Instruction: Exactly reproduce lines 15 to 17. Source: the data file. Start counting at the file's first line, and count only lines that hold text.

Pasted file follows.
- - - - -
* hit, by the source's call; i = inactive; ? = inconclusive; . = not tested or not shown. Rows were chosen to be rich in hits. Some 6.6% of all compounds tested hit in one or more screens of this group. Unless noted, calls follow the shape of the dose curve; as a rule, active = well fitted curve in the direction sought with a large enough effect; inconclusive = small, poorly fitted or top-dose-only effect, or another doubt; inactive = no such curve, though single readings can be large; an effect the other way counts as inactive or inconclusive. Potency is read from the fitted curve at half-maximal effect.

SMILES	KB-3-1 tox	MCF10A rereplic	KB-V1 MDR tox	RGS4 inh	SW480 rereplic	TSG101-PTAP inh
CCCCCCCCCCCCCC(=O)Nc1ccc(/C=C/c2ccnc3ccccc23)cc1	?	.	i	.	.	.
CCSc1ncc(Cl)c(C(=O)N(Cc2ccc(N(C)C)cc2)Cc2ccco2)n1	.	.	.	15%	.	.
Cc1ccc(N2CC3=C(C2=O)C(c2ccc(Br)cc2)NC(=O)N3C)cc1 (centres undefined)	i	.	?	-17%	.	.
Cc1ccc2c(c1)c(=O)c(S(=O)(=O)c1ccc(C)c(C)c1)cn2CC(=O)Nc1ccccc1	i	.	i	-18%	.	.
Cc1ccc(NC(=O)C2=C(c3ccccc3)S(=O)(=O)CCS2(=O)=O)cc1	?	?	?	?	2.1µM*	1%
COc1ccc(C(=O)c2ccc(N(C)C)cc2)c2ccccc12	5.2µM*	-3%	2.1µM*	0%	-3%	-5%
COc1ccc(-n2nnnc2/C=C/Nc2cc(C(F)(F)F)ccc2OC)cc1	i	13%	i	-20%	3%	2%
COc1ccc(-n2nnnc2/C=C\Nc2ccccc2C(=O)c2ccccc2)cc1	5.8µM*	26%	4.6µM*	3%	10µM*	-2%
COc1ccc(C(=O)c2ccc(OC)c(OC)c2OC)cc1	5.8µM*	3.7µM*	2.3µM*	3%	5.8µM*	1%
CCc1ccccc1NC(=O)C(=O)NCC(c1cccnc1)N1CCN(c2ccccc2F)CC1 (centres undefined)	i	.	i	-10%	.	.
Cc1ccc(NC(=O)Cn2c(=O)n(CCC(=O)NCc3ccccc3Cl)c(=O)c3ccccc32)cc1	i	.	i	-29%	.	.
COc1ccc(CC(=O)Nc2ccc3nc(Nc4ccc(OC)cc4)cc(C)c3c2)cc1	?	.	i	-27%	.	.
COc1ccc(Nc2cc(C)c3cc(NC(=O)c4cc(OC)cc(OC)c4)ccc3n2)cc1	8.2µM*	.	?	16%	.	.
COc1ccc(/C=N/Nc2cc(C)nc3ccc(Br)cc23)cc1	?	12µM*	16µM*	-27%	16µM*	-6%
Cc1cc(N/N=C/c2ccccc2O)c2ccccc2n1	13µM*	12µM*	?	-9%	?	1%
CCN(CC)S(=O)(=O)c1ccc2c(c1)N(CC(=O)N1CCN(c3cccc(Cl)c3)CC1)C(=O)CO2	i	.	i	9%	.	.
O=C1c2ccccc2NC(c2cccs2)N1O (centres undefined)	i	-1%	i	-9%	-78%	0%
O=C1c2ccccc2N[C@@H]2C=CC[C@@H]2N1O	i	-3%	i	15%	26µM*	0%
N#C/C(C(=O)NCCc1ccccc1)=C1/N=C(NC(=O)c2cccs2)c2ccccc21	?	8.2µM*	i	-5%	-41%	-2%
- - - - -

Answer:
COc1ccc(Nc2cc(C)c3cc(NC(=O)c4cc(OC)cc(OC)c4)ccc3n2)cc1	8.2µM*	.	?	16%	.	.
COc1ccc(/C=N/Nc2cc(C)nc3ccc(Br)cc23)cc1	?	12µM*	16µM*	-27%	16µM*	-6%
Cc1cc(N/N=C/c2ccccc2O)c2ccccc2n1	13µM*	12µM*	?	-9%	?	1%